In the early stages of recovery, it is advisable to avoid parties and social settings that have the presence of alcohol or drugs. It’s not uncommon for newly sober individuals to withdraw from people and places that increase the temptation to relapse.

Part of a successful recovery is learning to live in a healthy way while establishing meaningful relationships. The path of sobriety requires you to withdraw from unhealthy relationships. You will inevitably need to seek support and fellowship in safe circles. Community can be found and embraced in many settings – family, the workplace, school, church, etc.

The success of your recovery will be intertwined with your ability to seek the companionship of other sober people. Sober friends will likely provide valuable support and insight during vulnerable times.

 

Live a Healthy Lifestyle

Recovery is so much more than quitting drugs or alcohol. Sobriety means creating a healthier lifestyle by stepping into growth, rather than defaulting to old patterns and unhealthy behaviors. New relationships must be established with supportive individuals. A sober relationship supports a sober lifestyle. By prioritizing the development of relationships grounded in healthy lifestyle choices you will ensure a successful recovery.

 

Find Joy in Sobriety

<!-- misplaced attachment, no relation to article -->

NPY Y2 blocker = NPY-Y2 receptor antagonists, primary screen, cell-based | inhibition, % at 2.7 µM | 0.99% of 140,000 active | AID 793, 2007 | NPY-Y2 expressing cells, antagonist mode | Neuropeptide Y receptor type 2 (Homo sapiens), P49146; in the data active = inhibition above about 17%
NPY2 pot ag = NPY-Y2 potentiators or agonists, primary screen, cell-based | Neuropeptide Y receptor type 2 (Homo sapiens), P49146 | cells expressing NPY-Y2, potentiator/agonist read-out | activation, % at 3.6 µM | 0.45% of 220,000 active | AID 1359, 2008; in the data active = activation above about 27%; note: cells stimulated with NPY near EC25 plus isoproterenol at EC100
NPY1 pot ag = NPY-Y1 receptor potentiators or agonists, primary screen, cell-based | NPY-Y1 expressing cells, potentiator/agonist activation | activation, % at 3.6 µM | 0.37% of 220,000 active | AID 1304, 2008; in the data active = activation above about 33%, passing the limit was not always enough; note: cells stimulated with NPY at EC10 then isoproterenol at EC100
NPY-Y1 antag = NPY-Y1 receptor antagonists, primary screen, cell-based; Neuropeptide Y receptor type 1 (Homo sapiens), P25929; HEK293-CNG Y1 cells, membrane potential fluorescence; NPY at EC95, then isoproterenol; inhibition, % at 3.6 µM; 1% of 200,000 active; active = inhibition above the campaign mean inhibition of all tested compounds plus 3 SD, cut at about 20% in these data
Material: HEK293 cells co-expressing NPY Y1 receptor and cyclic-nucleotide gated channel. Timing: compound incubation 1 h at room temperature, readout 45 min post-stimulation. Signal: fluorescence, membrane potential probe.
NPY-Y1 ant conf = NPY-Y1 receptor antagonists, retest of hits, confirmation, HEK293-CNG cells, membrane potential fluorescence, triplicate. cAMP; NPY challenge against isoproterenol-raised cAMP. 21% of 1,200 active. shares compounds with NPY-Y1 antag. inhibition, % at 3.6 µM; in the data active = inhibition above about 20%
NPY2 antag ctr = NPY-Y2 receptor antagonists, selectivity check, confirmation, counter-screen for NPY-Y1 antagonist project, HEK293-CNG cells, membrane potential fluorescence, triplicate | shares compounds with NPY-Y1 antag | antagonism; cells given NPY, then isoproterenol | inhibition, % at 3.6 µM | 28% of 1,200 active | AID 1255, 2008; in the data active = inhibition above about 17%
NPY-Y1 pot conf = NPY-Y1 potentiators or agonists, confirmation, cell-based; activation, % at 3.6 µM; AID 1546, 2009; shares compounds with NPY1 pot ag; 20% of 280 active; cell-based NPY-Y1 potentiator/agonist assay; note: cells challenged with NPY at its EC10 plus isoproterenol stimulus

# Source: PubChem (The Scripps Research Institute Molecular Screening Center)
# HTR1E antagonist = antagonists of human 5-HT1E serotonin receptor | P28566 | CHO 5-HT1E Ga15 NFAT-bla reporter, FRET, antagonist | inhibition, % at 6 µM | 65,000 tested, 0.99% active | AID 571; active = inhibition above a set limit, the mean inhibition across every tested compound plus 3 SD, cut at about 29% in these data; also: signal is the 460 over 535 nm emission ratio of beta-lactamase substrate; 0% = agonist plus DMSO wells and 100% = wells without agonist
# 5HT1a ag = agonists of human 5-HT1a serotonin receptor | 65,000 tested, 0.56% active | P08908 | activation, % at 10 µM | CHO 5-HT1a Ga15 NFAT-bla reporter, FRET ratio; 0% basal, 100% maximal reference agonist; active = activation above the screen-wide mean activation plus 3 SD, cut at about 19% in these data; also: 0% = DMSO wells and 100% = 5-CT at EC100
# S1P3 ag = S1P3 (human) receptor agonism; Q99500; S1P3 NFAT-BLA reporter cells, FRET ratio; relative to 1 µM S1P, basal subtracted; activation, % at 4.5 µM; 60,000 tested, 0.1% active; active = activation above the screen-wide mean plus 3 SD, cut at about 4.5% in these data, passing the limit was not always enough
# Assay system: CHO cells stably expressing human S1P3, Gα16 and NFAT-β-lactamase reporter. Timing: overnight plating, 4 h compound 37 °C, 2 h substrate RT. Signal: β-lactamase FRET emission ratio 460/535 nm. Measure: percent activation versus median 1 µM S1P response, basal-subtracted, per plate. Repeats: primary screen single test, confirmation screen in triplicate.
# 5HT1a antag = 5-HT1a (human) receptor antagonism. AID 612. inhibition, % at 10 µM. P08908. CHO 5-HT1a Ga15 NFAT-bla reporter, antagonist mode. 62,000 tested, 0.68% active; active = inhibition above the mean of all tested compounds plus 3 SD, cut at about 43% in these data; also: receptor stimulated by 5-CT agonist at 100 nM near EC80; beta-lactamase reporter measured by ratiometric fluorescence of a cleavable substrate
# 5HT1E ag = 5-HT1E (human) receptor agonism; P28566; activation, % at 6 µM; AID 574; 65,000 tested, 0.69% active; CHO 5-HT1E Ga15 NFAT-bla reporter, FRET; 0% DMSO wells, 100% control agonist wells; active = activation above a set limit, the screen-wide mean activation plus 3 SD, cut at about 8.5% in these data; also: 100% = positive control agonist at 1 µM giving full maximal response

In the early stages of sobriety, it can be hard for drug addicts and alcoholics to picture enjoying a social life free of substance abuse. Socializing while sober can be unfamiliar and challenging to the person in recovery. With patience and practice, they will be well on their way to finding fulfillment in activities and relationships that support their recovery efforts. When you make an effort to prioritize healthy living, a deep connection is formed. This lays the foundation for living a more fulfilling life.

 

Give Back to Your Community

Giving back is an important aspect of community involvement. When a recovering addict is held accountable for their loved ones they are given a jolt of strength that aides them in their recovery efforts. Serving your community will help you develop a sense of purpose and belonging. When a recovering addict shares their journey of strength and hope with those around them it can provide inspiration to others. This is one of the most impactful ways a recovering addict can give back to their community and truly overcome adversity.

 

Launch Centers

Launch Centers is dedicated to helping young adults free themselves drug and alcohol addiction. We teach them to cope with the mental health disorders that lead to addiction and illuminate a path that helps them succeed in life. Our experienced team of addiction and mental health professionals work with each individual client to design a therapeutic, vocational, and educational curriculum to meet the client where they are at, to set new goals, and reach them.

We have a network of sober homes and top-tier outpatient treatment program that allows us to provide treatment to each individual based on where they are in their journey.

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Long Term Treatment Supports Long Term Recovery

Recovery from alcoholism and drug addiction is a process; it doesn’t happen overnight. Yet time and again people seem to view treatment programs as a quick fix or even an immediate cure. However recovery from addiction is a process which involves time, therapeutic treatment, a community of support, and personal growth. It’s almost illogical to assume that someone can do drugs for years, spend 1 month in treatment, and suddenly be a whole new person. Long term treatment and recovery is an on-going process.